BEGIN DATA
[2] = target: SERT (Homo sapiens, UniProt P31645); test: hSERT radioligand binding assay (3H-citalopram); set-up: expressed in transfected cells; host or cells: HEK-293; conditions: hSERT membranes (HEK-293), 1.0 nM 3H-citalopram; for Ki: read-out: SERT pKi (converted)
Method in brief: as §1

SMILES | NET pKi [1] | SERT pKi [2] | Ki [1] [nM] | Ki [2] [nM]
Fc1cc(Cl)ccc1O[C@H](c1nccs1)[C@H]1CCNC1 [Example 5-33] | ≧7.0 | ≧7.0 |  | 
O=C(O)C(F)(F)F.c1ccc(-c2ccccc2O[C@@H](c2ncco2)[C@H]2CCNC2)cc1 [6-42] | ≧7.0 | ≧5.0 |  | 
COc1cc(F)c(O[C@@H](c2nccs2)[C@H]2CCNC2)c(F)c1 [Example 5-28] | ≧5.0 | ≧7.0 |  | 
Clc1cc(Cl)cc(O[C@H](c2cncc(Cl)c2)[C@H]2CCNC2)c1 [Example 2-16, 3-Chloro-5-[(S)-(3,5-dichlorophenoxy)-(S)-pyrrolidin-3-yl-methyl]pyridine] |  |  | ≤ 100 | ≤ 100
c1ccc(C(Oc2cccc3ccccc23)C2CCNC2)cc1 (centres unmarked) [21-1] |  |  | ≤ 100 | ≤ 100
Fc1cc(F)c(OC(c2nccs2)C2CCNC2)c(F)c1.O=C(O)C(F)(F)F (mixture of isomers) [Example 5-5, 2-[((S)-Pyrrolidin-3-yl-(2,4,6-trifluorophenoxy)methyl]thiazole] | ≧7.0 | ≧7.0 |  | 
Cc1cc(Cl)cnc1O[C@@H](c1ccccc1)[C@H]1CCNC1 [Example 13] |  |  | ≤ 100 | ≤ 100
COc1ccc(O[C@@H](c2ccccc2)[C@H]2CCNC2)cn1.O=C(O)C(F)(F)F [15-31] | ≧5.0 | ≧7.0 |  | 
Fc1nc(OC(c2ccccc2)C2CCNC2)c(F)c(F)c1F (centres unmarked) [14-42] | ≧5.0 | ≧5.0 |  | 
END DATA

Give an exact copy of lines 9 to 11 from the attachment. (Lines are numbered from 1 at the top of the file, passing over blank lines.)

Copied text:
Fc1cc(F)c(OC(c2nccs2)C2CCNC2)c(F)c1.O=C(O)C(F)(F)F (mixture of isomers) [Example 5-5, 2-[((S)-Pyrrolidin-3-yl-(2,4,6-trifluorophenoxy)methyl]thiazole] | ≧7.0 | ≧7.0 |  | 
Cc1cc(Cl)cnc1O[C@@H](c1ccccc1)[C@H]1CCNC1 [Example 13] |  |  | ≤ 100 | ≤ 100
COc1ccc(O[C@@H](c2ccccc2)[C@H]2CCNC2)cn1.O=C(O)C(F)(F)F [15-31] | ≧5.0 | ≧7.0 |  | 